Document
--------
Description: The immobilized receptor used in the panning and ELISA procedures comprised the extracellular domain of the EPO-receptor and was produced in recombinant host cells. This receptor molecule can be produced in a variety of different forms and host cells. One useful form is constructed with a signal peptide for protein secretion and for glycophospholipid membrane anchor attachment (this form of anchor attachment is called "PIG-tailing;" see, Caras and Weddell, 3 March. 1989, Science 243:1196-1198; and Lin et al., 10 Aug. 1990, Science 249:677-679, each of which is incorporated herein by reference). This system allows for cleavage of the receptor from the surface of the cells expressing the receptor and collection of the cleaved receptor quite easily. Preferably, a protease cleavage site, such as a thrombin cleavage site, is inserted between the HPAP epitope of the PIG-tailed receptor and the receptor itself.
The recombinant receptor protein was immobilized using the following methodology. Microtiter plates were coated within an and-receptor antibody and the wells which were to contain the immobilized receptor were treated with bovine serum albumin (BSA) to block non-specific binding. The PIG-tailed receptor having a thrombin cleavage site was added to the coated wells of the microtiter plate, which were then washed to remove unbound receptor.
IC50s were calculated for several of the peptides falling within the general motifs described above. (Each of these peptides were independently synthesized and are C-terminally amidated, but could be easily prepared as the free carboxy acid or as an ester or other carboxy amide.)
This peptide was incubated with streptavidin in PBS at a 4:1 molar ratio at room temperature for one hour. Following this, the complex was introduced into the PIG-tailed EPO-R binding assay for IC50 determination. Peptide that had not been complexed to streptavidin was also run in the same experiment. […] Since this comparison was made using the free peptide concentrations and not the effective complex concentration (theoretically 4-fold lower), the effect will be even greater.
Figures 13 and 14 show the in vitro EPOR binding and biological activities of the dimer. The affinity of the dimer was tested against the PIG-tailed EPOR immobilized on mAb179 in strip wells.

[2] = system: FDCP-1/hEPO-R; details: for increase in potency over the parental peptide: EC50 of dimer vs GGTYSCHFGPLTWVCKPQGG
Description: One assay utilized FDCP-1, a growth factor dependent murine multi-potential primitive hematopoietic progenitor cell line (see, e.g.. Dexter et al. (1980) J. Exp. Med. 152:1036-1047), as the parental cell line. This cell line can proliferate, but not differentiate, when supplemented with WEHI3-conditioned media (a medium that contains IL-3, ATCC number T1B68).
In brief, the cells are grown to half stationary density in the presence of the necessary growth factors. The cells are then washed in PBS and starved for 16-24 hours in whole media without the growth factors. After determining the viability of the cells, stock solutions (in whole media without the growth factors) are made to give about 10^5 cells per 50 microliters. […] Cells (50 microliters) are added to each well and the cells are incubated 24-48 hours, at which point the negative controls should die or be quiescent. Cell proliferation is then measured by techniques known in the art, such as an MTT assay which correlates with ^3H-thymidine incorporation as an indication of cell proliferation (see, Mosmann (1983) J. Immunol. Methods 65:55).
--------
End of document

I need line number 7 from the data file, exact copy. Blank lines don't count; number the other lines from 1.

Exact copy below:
Description: One assay utilized FDCP-1, a growth factor dependent murine multi-potential primitive hematopoietic progenitor cell line (see, e.g.. Dexter et al. (1980) J. Exp. Med. 152:1036-1047), as the parental cell line. This cell line can proliferate, but not differentiate, when supplemented with WEHI3-conditioned media (a medium that contains IL-3, ATCC number T1B68).